• I just ordered some cloth diapers to try. I’ve never used them before and a microfiber insert accidently stuck to the washer and was washed with other clothes using regular detergent. Do I need to strip? I have no idea if it’s absorbing like it should since I’ve never used them.
    Also, I threw a towel in the dryer with cloth diapers to cut down on drying time. The towel had previously been washed with regular detergent and dried with a dryer sheet. Do I need to strip all of those diapers? Some are microfiber inserts and others are diaper covers.

  • Hi there… I went to the link for the bottom balm. It says it can be used with cloth diapers. We’re using best bottoms and I’d love to find an ointment that didn’t require a disposable insert to work. Do you agree that bottom balm is safe for cloth diapers?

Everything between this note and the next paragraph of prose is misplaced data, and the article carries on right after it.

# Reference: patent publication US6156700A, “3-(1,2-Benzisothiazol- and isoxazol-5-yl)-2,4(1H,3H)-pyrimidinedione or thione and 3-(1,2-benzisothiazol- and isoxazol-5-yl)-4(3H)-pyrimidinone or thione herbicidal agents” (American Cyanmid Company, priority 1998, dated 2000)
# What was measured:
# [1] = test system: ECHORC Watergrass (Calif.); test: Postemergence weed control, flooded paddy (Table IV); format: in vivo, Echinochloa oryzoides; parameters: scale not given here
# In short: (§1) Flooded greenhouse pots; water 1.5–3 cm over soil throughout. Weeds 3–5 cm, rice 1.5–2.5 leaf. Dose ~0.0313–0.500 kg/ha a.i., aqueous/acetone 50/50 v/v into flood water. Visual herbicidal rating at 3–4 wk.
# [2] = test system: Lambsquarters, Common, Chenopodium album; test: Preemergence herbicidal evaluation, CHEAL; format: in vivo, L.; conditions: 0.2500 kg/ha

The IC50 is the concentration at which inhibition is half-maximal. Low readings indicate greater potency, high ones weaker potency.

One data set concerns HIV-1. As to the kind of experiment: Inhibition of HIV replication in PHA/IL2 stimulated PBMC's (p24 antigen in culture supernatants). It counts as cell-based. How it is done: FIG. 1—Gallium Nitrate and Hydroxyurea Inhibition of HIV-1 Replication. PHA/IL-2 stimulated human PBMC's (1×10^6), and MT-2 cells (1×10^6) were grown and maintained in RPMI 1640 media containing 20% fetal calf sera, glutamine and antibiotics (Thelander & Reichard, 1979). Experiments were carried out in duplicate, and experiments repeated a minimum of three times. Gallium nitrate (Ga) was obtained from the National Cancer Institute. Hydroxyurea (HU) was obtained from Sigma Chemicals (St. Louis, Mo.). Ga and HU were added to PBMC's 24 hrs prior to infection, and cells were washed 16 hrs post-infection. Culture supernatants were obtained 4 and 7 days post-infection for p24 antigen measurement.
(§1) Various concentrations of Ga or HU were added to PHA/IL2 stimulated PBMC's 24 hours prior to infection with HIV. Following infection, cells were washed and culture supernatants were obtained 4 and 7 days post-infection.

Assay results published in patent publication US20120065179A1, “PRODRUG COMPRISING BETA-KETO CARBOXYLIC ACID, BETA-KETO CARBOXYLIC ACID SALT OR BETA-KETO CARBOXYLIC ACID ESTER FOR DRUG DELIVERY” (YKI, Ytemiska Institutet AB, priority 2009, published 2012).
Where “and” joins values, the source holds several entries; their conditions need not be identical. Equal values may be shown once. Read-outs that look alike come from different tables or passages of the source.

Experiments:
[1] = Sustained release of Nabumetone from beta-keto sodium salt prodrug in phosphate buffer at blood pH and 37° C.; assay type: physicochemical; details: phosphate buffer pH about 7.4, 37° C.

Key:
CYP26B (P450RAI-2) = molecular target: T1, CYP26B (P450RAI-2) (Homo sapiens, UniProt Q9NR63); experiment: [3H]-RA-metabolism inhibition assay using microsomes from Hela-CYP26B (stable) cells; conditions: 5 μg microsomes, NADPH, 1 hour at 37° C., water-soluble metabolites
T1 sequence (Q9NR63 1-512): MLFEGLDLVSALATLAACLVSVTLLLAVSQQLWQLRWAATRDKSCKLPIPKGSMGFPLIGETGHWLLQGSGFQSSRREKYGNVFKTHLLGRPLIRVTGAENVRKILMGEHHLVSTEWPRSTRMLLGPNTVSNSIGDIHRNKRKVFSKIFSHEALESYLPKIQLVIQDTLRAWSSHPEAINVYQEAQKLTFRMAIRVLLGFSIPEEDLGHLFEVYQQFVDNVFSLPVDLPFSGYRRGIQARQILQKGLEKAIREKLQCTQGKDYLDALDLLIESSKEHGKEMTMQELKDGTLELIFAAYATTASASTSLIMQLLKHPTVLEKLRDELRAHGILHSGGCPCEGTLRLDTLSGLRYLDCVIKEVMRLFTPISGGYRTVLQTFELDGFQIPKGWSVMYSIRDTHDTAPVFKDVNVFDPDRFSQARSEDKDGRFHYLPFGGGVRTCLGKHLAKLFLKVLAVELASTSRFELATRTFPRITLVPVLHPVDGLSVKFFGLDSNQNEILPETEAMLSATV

• I do, I love their bottom balm. You apply it much like a salve, rubbing it in a bit to help heal and protect. It’s not globby like traditional ointments and creams.

      • What a fast response and when you’re dealing with Cappy’s loss. πŸ™ Thank you so much! I’m so new to this and I’ve made quite a few mistakes already — I’m the one that used the rash ointment, nobody else! :/ Off to buy some bottom balm so I won’t mess up the next set of inserts! (we’re going up in size)

        • You’re most welcome. The good news is that a good scrubbing can fix pretty much any diaper blunder (and we all have them!). You’re doing great πŸ™‚

  • Should I strip my pre folds and inserts before DS#2 arrives? What is your process for prepping used diapers for a second child?